American Alpine Jounrna and Accidents in North American Climbing

William F. Gerber, 1915-1996

  • In Memoriam
  • Climb Year:
  • Publication Year: 1997



Bill Gerber of Denver died in October, 1996. He had suffered a stroke the year before, not long after a rock climbing 80th birthday party. His family and friends were distressed to see the decline of a man who had always been so vital and lively. He is survived by his three children and a brother.

Born and raised in Middletown, Ohio, Bill had spent a teenage year in Hungary where his father, a doctor, was studying. There he learned skiing, climbing, and particularly fencing— activities he pursued with relish all his life. After graduating from Harvard, the University of Arkansas Medical School, and the Neurological Institute at McGill University, he settled in Denver and practiced neurology and neurosurgery for more than 40 years. He was a member of numerous medical societies and a large number of mountaineering, skiing, and fencing organizations. He had been captain of the Harvard fencing team and was a gold medalist in the Senior Olympics in this demanding sport. He joined the AAC in 1976.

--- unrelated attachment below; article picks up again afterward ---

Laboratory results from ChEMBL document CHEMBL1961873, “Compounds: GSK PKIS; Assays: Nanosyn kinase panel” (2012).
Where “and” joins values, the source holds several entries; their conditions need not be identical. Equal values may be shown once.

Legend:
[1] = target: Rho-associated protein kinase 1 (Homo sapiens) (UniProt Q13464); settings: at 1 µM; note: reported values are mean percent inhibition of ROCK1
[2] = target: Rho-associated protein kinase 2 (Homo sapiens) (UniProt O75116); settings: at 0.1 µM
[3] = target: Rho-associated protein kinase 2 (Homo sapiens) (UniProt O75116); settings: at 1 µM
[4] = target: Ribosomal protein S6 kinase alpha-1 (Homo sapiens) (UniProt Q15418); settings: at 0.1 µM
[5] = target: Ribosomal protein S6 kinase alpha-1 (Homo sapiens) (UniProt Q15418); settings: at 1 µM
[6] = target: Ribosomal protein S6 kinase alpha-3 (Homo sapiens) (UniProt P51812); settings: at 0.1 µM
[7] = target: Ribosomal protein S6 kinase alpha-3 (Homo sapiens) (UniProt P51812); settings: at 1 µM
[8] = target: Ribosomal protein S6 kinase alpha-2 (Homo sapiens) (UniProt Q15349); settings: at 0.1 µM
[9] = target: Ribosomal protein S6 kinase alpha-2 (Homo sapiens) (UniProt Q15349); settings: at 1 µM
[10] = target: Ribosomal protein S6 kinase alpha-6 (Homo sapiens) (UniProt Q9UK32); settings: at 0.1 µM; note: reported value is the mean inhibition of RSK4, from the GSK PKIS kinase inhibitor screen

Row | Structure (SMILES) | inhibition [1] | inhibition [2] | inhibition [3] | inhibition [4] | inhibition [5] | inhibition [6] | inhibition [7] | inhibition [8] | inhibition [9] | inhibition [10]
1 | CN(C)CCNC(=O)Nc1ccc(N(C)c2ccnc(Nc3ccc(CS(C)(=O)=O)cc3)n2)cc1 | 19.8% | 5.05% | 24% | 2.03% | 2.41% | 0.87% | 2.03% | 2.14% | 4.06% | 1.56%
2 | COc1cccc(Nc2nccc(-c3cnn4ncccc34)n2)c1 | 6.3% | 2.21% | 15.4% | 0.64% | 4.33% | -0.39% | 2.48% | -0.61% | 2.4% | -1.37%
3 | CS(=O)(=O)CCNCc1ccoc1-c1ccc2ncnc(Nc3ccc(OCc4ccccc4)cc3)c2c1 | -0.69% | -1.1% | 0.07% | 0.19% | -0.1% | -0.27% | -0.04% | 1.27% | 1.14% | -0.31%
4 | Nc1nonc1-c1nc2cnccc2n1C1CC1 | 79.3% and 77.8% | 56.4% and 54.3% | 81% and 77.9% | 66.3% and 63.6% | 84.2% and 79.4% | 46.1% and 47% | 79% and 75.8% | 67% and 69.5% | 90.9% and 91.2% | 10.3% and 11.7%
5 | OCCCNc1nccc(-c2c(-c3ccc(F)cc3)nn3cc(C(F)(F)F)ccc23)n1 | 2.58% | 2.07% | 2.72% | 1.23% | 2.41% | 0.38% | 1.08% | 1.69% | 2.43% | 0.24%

Bill was small and wiry, a strong and careful climber who loved to teach and encourage beginners. Eager to do more than his share of camp chores, his sense of the ridiculous added to the campfire fun. He was great company on any kind of excursion to the mountains. It is not surprising that his patients had a great fondness for him, as did his sporting buddies, for he was a gentle, caring doctor and a quiet, loyal friend to everybody whose life he touched.

Andy Black

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